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US: $28 million bitcoins forfeiture is a record

Published on NewsOK Modified: January 16, 2014 at 6:38 pm •  Published: January 16, 2014
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NEW YORK (AP) — A record $28 million of bitcoins was formally transferred to the U.S. government several months after it was seized from the server of the black market website Silk Road after the government claimed the digital currency was used to facilitate money laundering, prosecutors announced Thursday.

The action came a day after a Manhattan judge approved the forfeiture of the bitcoins and the website, and three months after San Francisco entrepreneur Ross Ulbricht was arrested on charges he operated an online marketplace for illegal drugs, following a crackdown on the website. He has pleaded not guilty to charges of narcotics trafficking, computer hacking and money laundering.

In a news release, U.S. Attorney Preet Bharara said it was the largest forfeiture of bitcoins ever by the government. He called Silk Road "a global cyber business designed to broker criminal transactions." The website is believed to have collected more than $1 billion in revenue from more than 100,000 customers.

"These bitcoins were forfeited not because they are bitcoins, but because they were, as the court found, the proceeds of crimes," Bharara said.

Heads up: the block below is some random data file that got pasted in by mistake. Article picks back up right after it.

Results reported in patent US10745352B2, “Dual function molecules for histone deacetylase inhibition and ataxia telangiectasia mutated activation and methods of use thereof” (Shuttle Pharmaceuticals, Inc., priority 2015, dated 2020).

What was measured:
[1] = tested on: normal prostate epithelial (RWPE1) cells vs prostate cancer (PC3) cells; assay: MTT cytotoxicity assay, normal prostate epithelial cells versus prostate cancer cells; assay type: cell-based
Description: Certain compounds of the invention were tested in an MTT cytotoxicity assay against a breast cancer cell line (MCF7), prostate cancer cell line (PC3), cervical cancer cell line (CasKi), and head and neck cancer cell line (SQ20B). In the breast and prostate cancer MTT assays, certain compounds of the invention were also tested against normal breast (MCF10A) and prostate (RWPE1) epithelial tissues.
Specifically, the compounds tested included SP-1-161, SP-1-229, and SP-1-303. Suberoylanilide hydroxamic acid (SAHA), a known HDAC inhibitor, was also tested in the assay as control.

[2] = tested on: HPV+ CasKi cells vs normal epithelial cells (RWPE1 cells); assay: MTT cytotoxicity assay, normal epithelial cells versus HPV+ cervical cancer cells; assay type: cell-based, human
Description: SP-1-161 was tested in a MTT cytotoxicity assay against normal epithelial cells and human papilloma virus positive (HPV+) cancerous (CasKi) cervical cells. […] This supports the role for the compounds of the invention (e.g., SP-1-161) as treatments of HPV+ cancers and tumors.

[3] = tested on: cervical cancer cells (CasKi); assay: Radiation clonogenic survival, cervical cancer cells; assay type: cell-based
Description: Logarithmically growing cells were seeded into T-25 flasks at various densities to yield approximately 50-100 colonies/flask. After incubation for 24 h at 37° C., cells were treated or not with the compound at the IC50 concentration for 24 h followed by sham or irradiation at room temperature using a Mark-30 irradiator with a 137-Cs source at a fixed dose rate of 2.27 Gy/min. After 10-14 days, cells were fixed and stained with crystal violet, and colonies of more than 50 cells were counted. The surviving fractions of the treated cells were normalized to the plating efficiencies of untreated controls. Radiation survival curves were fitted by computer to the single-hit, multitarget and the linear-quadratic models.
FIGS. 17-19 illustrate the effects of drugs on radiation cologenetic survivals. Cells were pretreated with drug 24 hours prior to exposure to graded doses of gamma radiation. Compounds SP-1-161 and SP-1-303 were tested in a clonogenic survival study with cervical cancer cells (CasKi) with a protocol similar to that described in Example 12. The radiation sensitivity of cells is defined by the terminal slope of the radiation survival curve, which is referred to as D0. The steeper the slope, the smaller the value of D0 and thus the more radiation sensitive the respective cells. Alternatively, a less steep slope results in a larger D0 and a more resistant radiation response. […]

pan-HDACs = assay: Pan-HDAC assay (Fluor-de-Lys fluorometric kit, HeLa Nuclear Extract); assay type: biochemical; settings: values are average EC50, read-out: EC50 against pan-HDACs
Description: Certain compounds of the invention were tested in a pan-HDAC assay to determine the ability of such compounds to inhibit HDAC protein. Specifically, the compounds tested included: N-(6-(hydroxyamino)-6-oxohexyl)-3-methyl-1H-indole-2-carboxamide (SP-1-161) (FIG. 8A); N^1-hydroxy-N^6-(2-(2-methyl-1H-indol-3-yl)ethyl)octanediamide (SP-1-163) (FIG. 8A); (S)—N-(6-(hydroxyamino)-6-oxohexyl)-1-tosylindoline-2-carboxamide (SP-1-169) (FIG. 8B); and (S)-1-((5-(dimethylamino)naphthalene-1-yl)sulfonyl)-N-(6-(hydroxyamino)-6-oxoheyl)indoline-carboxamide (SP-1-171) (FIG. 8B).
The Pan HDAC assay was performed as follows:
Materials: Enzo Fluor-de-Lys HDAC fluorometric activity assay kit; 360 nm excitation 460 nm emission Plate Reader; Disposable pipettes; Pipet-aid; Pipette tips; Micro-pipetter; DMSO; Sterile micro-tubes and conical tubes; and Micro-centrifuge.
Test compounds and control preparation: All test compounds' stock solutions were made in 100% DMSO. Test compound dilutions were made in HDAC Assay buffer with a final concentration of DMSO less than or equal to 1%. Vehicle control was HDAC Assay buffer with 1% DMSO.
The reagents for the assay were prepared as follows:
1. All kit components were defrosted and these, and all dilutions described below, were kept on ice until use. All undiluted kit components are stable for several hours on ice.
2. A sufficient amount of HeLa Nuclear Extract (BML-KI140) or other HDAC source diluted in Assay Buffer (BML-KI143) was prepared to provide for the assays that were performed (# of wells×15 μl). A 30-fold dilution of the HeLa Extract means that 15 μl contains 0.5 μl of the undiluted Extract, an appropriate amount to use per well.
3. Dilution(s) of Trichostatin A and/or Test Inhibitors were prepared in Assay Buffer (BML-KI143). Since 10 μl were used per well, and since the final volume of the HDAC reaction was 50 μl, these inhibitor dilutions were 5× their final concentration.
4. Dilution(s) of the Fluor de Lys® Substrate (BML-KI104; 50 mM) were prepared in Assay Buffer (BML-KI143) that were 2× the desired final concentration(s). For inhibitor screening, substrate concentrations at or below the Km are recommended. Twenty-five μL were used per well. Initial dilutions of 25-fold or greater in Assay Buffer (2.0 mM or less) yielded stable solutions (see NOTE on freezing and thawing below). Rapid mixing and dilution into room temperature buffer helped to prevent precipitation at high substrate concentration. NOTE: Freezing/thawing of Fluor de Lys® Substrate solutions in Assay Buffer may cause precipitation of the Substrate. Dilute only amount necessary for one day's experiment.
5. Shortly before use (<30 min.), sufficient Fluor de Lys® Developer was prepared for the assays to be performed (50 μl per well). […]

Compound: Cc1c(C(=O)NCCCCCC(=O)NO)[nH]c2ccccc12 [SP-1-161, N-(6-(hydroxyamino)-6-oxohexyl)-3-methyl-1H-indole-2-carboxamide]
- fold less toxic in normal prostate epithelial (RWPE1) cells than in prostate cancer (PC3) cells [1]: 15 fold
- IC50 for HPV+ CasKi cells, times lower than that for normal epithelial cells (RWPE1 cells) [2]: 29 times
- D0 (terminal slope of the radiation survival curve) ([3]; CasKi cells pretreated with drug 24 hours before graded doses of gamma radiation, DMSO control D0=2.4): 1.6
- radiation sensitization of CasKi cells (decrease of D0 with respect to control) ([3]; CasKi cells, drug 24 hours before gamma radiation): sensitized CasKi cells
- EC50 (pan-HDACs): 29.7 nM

The prosecutor said investigators also seized more than $130 million worth of bitcoins from computer hardware belonging to Ulbricht, though U.S. District Judge J. Paul Oetken has not yet ruled whether those bitcoins must be forfeited. Ulbricht, 29, has challenged the government's claims to that currency and its insistence that he operated online as Dread Pirate Roberts.

Oetken said Wednesday he was ordering the forfeiture of the $28 million of bitcoins and the website because no one had challenged the government's claims to those assets.

Ulbricht has remained imprisoned after a Manhattan magistrate judge cited "powerful evidence" that he sought the killings of individuals he believed would interfere with his business. He is charged separately in federal court in Baltimore in an attempted murder-for-hire scheme.

A lawyer for Ulbricht did not immediately respond to a message for comment Thursday.


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